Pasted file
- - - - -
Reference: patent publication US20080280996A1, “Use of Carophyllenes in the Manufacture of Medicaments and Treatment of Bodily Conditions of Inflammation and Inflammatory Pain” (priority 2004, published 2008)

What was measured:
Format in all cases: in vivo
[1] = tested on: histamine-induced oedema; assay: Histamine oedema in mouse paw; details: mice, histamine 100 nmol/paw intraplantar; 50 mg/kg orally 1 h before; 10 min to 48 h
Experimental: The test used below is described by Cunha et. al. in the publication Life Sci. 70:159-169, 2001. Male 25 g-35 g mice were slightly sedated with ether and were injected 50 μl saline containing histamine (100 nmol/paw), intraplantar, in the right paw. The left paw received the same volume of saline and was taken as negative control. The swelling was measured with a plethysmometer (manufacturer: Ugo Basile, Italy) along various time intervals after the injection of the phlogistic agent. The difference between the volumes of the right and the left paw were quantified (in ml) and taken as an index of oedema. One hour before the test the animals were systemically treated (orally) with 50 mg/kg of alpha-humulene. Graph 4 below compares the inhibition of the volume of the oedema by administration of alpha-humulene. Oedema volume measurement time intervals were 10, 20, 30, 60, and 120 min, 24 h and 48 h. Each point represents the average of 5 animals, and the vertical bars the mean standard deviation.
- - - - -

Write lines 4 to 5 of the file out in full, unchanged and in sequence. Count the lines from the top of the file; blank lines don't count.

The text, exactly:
[1] = tested on: histamine-induced oedema; assay: Histamine oedema in mouse paw; details: mice, histamine 100 nmol/paw intraplantar; 50 mg/kg orally 1 h before; 10 min to 48 h
Experimental: The test used below is described by Cunha et. al. in the publication Life Sci. 70:159-169, 2001. Male 25 g-35 g mice were slightly sedated with ether and were injected 50 μl saline containing histamine (100 nmol/paw), intraplantar, in the right paw. The left paw received the same volume of saline and was taken as negative control. The swelling was measured with a plethysmometer (manufacturer: Ugo Basile, Italy) along various time intervals after the injection of the phlogistic agent. The difference between the volumes of the right and the left paw were quantified (in ml) and taken as an index of oedema. One hour before the test the animals were systemically treated (orally) with 50 mg/kg of alpha-humulene. Graph 4 below compares the inhibition of the volume of the oedema by administration of alpha-humulene. Oedema volume measurement time intervals were 10, 20, 30, 60, and 120 min, 24 h and 48 h. Each point represents the average of 5 animals, and the vertical bars the mean standard deviation.